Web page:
Smaller firms get big switch features

Enterasys Networks Inc. says it’s bringing high-end functions to the cost-conscious enterprise with a new switch designed for mid-sized firms. However, the firm faces certain challenges in winning over potential customers, according to one industry observer.

The Andover, Mass.-based network gear maker in September unveiled the Matrix V2, a fixed-configuration switch that, according to Enterasys, puts price and performance at the top of its list of priorities.

Stanley Stevens, a product marketing manager at Enterasys, said the new device is priced the same as its Layer 2 predecessor, Vertical Horizon, but offers functionality akin to its big brother, the E1 – although the V2 leaves off the Layer 3 routing and built-in redundant power of that large enterprise-class switch.

“This product is…going to be part of our new product portfolio to address the mid-market enterprise – companies within the 250 to 1,000-employee range,” Stevens said. “They’re still treating their networks as viable assets that need some advanced features, but not the cost and complexity that a traditional large enterprise product brings.”

The V2 is a 24-port 10/100 rack-mounted switch with two Gigabit-ready expansion slots for uplinks or stacking modules; the stacking modules support up to eight units.

The device offers Layer 2 switching and Layer 2, 3 and 4 classification. The switch also presents 802.1p and 802.1q tagging, making it just right for supporting converged voice-data networks, Enterasys said. As well, the V2 supports protocols for rapid reconvergence, link aggregation, spanning tree, and flow control.

Enterasys said it kept ease-of-use in mind with the V2. The device offers management via an industry-based command-line interface, an embedded Web server or SNMP. As for security, the firm included 802.1x and port locking functions in the switch. The V2 also supports access control lists (ACL), SSH, SSL and RADIUS.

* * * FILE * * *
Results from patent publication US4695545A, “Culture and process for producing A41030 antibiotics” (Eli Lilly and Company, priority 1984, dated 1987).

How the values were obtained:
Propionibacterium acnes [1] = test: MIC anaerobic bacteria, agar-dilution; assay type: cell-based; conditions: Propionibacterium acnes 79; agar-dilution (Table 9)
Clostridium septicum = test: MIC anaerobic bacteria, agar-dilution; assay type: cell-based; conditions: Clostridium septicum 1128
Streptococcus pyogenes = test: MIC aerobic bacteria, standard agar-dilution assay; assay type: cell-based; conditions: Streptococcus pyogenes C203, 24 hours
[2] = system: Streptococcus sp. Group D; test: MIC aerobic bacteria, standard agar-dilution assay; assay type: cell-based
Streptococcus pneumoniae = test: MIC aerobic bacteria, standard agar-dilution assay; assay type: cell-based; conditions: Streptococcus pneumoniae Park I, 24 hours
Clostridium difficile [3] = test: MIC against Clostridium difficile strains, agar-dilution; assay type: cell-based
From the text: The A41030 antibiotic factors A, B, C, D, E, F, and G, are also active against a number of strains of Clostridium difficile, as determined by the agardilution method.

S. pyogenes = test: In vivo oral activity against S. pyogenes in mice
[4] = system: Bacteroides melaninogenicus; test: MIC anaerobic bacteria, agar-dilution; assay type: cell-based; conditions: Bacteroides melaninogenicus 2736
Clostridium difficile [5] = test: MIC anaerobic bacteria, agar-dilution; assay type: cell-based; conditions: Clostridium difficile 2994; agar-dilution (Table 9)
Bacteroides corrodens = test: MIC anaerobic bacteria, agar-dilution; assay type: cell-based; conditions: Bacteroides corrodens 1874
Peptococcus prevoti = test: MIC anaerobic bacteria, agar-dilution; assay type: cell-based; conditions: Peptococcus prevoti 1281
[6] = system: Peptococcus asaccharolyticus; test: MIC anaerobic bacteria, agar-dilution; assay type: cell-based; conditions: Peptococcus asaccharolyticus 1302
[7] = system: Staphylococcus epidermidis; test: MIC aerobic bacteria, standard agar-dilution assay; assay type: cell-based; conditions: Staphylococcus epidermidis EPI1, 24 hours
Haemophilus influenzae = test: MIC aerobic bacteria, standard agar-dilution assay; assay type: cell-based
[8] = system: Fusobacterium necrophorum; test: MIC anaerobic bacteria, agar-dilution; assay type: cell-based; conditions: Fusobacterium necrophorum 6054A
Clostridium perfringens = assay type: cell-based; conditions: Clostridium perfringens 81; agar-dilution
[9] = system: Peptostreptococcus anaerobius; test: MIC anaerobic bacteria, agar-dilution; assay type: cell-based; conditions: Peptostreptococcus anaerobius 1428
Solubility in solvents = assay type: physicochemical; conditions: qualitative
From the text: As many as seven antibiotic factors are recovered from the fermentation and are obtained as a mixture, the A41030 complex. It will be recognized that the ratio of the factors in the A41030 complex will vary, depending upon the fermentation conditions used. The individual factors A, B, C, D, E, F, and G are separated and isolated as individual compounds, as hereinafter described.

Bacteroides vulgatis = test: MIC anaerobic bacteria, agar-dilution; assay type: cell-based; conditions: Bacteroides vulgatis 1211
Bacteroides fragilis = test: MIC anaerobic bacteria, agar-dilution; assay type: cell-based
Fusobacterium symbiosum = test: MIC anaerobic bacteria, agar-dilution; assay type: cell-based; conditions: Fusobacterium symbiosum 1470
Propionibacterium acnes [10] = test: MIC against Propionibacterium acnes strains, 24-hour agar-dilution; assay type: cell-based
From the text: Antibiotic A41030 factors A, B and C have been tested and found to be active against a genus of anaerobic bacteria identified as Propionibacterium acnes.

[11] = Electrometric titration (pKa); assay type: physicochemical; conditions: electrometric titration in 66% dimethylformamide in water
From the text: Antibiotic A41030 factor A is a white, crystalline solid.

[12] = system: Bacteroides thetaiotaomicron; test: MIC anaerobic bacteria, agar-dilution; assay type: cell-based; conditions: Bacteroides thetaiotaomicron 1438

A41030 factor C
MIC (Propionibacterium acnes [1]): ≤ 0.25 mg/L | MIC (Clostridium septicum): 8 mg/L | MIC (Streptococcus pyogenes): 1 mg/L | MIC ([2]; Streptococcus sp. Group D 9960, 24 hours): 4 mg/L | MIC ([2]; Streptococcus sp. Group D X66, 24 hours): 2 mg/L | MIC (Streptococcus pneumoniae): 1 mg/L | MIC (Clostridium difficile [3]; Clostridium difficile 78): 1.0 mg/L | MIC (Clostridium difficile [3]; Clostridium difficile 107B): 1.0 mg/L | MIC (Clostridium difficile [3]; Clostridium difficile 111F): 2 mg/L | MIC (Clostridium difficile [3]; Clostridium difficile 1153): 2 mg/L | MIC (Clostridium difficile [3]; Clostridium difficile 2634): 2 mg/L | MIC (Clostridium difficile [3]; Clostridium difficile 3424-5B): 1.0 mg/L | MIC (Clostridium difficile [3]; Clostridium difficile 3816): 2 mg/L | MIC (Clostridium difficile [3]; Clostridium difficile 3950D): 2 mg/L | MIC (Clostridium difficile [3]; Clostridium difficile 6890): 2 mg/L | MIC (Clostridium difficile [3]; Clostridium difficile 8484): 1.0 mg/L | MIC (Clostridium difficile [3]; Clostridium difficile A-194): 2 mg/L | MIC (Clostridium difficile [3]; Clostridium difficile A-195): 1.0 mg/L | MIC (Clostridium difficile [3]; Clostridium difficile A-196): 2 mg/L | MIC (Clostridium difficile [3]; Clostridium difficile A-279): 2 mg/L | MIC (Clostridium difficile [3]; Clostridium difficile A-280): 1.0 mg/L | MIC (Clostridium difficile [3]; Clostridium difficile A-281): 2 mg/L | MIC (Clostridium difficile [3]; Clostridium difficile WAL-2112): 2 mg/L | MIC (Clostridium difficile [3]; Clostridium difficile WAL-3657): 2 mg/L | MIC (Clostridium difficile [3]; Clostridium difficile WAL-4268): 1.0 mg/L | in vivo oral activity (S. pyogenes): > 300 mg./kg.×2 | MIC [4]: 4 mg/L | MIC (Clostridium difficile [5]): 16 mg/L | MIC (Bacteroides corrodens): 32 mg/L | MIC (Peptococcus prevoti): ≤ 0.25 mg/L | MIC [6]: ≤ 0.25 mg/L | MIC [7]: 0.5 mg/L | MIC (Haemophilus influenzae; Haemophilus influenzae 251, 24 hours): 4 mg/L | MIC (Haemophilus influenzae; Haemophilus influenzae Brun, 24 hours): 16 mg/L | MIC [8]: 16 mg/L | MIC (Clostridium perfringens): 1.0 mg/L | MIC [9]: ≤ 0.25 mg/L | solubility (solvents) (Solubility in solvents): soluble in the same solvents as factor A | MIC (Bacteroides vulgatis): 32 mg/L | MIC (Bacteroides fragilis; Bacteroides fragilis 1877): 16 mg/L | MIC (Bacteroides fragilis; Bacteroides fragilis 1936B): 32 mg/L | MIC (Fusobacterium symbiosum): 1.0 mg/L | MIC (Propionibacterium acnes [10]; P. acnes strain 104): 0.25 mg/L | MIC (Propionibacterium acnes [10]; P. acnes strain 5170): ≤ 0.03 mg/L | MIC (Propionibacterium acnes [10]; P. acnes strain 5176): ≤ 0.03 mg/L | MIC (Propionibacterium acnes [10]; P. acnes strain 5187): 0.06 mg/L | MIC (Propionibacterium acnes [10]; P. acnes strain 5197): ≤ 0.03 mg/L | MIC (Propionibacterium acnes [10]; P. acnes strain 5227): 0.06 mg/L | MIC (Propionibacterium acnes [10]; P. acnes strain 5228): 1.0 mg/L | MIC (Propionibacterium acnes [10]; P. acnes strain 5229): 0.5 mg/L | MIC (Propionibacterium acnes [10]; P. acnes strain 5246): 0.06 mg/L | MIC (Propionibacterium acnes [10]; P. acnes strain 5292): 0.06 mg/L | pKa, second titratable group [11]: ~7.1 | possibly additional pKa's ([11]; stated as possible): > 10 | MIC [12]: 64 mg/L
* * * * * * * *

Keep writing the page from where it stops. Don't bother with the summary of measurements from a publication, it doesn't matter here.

Enterasys ships the V2 with a lifetime warranty that covers the hardware even after the vendor stops manufacturing the device. Stevens said should speak volumes to the target audience.

“They’re really looking for a channel partner or a vendor…to provide them with a reliable, turnkey solution that’s not going to require a lot of maintenance down the road. If there is an issue with it, they want to know you’re going to stand behind that product, and they’re going to get a repair or replacement at no additional cost.”

According to Dan McLean, an industry analyst at IDC Canada Ltd. in Toronto, the warranty spells investment protection. But Enterasys faces other challenges that could put that protection in question.

“Enterasys has seen its revenue streams shrinking, so one wonders if this is a company that will be around for the long haul. Questions about their future, I believe, are among the greatest deterrents to the purchase of their products.”

Mike Disabato, however, disagreed. The Chicago-based analyst with the Burton Group said Enterasys is financially sound – a far cry from its forebear Cabletron, which certainly wasn’t. Given the firm’s newfound fiscal conservatism and the confidence to include a lifetime warranty with the V2, “that’s going to wake up a lot of people,” he said.

The V2 is priced at US$1,195. For more info visit

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Jim Love, Chief Content Officer, IT World Canada

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